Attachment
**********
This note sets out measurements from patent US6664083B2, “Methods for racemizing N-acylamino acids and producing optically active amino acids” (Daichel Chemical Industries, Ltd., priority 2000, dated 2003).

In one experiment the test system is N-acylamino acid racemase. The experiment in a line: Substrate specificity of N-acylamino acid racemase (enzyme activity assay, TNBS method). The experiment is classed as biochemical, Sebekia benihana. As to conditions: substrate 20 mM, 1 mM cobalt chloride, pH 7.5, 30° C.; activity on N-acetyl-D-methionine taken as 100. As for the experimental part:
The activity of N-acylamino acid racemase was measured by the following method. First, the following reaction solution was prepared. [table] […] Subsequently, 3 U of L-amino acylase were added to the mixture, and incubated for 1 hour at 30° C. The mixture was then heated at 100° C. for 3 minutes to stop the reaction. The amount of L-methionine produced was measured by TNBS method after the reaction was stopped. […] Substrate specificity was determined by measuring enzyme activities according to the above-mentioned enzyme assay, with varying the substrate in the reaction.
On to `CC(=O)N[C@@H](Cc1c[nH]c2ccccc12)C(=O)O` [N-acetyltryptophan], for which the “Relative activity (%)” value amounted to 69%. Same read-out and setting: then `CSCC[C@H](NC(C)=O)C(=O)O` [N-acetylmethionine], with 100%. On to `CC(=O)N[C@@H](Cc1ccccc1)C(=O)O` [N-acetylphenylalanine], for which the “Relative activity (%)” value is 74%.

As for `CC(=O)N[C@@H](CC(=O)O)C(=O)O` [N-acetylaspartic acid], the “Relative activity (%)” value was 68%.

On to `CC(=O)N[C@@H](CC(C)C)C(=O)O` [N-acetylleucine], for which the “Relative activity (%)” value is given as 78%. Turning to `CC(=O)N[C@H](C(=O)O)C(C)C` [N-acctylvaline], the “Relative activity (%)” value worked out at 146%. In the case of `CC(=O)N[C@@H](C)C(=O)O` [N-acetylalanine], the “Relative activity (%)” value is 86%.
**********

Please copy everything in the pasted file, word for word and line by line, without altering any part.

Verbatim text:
This note sets out measurements from patent US6664083B2, “Methods for racemizing N-acylamino acids and producing optically active amino acids” (Daichel Chemical Industries, Ltd., priority 2000, dated 2003).

In one experiment the test system is N-acylamino acid racemase. The experiment in a line: Substrate specificity of N-acylamino acid racemase (enzyme activity assay, TNBS method). The experiment is classed as biochemical, Sebekia benihana. As to conditions: substrate 20 mM, 1 mM cobalt chloride, pH 7.5, 30° C.; activity on N-acetyl-D-methionine taken as 100. As for the experimental part:
The activity of N-acylamino acid racemase was measured by the following method. First, the following reaction solution was prepared. [table] […] Subsequently, 3 U of L-amino acylase were added to the mixture, and incubated for 1 hour at 30° C. The mixture was then heated at 100° C. for 3 minutes to stop the reaction. The amount of L-methionine produced was measured by TNBS method after the reaction was stopped. […] Substrate specificity was determined by measuring enzyme activities according to the above-mentioned enzyme assay, with varying the substrate in the reaction.
On to `CC(=O)N[C@@H](Cc1c[nH]c2ccccc12)C(=O)O` [N-acetyltryptophan], for which the “Relative activity (%)” value amounted to 69%. Same read-out and setting: then `CSCC[C@H](NC(C)=O)C(=O)O` [N-acetylmethionine], with 100%. On to `CC(=O)N[C@@H](Cc1ccccc1)C(=O)O` [N-acetylphenylalanine], for which the “Relative activity (%)” value is 74%.

As for `CC(=O)N[C@@H](CC(=O)O)C(=O)O` [N-acetylaspartic acid], the “Relative activity (%)” value was 68%.

On to `CC(=O)N[C@@H](CC(C)C)C(=O)O` [N-acetylleucine], for which the “Relative activity (%)” value is given as 78%. Turning to `CC(=O)N[C@H](C(=O)O)C(C)C` [N-acctylvaline], the “Relative activity (%)” value worked out at 146%. In the case of `CC(=O)N[C@@H](C)C(=O)O` [N-acetylalanine], the “Relative activity (%)” value is 86%.